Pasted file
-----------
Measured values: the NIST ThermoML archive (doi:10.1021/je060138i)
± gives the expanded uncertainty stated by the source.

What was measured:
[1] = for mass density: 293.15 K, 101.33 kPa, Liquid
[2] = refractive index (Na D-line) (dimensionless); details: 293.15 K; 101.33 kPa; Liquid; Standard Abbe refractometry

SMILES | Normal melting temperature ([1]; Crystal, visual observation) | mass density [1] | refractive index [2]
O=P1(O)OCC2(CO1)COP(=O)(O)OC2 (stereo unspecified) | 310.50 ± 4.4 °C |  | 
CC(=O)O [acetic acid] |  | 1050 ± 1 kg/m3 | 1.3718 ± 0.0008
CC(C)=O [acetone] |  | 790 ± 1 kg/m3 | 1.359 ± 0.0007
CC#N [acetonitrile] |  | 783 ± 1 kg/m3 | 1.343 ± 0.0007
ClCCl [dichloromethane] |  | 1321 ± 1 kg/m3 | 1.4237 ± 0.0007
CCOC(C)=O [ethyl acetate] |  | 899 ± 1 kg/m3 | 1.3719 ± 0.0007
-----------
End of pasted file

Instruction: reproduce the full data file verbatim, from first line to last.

Measured values: the NIST ThermoML archive (doi:10.1021/je060138i)
± gives the expanded uncertainty stated by the source.

What was measured:
[1] = for mass density: 293.15 K, 101.33 kPa, Liquid
[2] = refractive index (Na D-line) (dimensionless); details: 293.15 K; 101.33 kPa; Liquid; Standard Abbe refractometry

SMILES | Normal melting temperature ([1]; Crystal, visual observation) | mass density [1] | refractive index [2]
O=P1(O)OCC2(CO1)COP(=O)(O)OC2 (stereo unspecified) | 310.50 ± 4.4 °C |  | 
CC(=O)O [acetic acid] |  | 1050 ± 1 kg/m3 | 1.3718 ± 0.0008
CC(C)=O [acetone] |  | 790 ± 1 kg/m3 | 1.359 ± 0.0007
CC#N [acetonitrile] |  | 783 ± 1 kg/m3 | 1.343 ± 0.0007
ClCCl [dichloromethane] |  | 1321 ± 1 kg/m3 | 1.4237 ± 0.0007
CCOC(C)=O [ethyl acetate] |  | 899 ± 1 kg/m3 | 1.3719 ± 0.0007